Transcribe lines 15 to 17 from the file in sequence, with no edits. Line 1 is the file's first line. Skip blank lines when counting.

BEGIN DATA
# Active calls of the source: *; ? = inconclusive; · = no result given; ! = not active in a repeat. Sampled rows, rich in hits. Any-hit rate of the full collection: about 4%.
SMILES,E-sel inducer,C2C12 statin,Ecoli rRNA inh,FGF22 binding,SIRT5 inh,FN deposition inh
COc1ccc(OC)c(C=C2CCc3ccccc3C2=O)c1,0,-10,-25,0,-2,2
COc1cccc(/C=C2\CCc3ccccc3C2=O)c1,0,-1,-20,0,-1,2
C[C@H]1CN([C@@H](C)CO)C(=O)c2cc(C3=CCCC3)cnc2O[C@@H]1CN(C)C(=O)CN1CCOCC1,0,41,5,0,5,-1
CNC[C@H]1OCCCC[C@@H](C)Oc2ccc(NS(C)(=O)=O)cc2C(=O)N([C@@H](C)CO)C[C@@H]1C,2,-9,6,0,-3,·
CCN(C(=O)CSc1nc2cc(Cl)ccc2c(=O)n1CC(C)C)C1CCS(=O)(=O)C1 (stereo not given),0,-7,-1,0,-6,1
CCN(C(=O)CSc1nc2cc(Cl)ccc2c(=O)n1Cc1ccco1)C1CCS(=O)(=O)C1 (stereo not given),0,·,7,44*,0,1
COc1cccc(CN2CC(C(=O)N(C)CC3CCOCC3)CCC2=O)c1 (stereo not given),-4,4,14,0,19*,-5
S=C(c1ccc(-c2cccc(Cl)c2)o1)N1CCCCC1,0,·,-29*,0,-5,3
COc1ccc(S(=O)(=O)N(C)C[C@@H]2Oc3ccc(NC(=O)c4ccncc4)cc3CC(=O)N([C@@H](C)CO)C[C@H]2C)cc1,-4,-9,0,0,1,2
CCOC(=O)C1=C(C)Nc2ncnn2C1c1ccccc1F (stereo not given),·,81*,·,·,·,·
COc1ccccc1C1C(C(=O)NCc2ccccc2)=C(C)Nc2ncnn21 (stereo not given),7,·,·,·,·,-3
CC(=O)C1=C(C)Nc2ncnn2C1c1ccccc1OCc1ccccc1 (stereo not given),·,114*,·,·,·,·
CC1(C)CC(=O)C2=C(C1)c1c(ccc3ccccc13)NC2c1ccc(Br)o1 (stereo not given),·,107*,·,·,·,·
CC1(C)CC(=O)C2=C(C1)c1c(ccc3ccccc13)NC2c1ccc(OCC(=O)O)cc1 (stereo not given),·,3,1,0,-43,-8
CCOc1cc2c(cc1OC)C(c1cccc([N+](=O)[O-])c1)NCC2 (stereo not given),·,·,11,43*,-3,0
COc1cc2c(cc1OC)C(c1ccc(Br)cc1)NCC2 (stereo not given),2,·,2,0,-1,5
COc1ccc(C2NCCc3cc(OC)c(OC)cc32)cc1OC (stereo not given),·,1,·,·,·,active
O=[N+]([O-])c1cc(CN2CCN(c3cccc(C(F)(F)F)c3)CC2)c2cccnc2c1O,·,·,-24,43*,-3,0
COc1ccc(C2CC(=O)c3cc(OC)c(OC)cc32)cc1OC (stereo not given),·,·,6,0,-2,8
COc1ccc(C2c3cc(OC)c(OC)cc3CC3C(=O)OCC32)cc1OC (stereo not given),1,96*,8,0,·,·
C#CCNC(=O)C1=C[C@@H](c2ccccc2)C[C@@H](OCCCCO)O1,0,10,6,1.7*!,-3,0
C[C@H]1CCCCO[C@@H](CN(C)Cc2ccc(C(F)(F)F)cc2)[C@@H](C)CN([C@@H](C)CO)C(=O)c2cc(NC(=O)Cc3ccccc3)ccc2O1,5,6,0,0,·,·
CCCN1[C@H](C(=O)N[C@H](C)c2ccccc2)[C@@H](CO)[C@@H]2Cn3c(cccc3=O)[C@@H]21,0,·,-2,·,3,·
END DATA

CC1(C)CC(=O)C2=C(C1)c1c(ccc3ccccc13)NC2c1ccc(Br)o1 (stereo not given),·,107*,·,·,·,·
CC1(C)CC(=O)C2=C(C1)c1c(ccc3ccccc13)NC2c1ccc(OCC(=O)O)cc1 (stereo not given),·,3,1,0,-43,-8
CCOc1cc2c(cc1OC)C(c1cccc([N+](=O)[O-])c1)NCC2 (stereo not given),·,·,11,43*,-3,0